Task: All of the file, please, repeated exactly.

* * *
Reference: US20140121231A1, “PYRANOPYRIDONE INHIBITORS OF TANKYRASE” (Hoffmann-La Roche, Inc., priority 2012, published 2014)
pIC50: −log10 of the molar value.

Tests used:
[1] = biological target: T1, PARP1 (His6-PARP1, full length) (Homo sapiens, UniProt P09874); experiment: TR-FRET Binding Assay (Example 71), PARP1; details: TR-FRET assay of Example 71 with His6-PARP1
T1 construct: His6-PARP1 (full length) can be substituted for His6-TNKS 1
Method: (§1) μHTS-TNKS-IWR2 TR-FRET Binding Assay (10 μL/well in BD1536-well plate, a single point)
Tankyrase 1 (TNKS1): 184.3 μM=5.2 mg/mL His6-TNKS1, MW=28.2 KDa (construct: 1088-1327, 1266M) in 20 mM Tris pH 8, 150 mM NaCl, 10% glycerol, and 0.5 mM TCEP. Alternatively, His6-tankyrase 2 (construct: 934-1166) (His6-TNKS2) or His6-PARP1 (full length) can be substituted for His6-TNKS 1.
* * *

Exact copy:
Reference: US20140121231A1, “PYRANOPYRIDONE INHIBITORS OF TANKYRASE” (Hoffmann-La Roche, Inc., priority 2012, published 2014)
pIC50: −log10 of the molar value.

Tests used:
[1] = biological target: T1, PARP1 (His6-PARP1, full length) (Homo sapiens, UniProt P09874); experiment: TR-FRET Binding Assay (Example 71), PARP1; details: TR-FRET assay of Example 71 with His6-PARP1
T1 construct: His6-PARP1 (full length) can be substituted for His6-TNKS 1
Method: (§1) μHTS-TNKS-IWR2 TR-FRET Binding Assay (10 μL/well in BD1536-well plate, a single point)
Tankyrase 1 (TNKS1): 184.3 μM=5.2 mg/mL His6-TNKS1, MW=28.2 KDa (construct: 1088-1327, 1266M) in 20 mM Tris pH 8, 150 mM NaCl, 10% glycerol, and 0.5 mM TCEP. Alternatively, His6-tankyrase 2 (construct: 934-1166) (His6-TNKS2) or His6-PARP1 (full length) can be substituted for His6-TNKS 1.